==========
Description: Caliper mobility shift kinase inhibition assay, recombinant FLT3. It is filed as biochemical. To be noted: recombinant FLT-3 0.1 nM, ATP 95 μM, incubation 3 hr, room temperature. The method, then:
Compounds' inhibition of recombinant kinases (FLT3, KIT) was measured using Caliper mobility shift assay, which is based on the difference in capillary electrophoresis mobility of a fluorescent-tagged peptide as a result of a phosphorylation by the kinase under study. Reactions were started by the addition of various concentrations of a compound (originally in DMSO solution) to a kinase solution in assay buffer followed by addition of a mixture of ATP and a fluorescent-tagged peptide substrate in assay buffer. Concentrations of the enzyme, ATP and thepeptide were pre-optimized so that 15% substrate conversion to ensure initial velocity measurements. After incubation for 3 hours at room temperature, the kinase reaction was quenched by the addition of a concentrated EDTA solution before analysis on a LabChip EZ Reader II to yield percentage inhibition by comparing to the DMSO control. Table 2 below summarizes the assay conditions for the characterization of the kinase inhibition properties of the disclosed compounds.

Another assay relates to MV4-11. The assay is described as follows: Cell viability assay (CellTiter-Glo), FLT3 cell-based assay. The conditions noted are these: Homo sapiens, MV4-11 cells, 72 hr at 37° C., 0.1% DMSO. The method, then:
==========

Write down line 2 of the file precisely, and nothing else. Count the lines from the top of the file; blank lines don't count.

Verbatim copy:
Compounds' inhibition of recombinant kinases (FLT3, KIT) was measured using Caliper mobility shift assay, which is based on the difference in capillary electrophoresis mobility of a fluorescent-tagged peptide as a result of a phosphorylation by the kinase under study. Reactions were started by the addition of various concentrations of a compound (originally in DMSO solution) to a kinase solution in assay buffer followed by addition of a mixture of ATP and a fluorescent-tagged peptide substrate in assay buffer. Concentrations of the enzyme, ATP and thepeptide were pre-optimized so that 15% substrate conversion to ensure initial velocity measurements. After incubation for 3 hours at room temperature, the kinase reaction was quenched by the addition of a concentrated EDTA solution before analysis on a LabChip EZ Reader II to yield percentage inhibition by comparing to the DMSO control. Table 2 below summarizes the assay conditions for the characterization of the kinase inhibition properties of the disclosed compounds.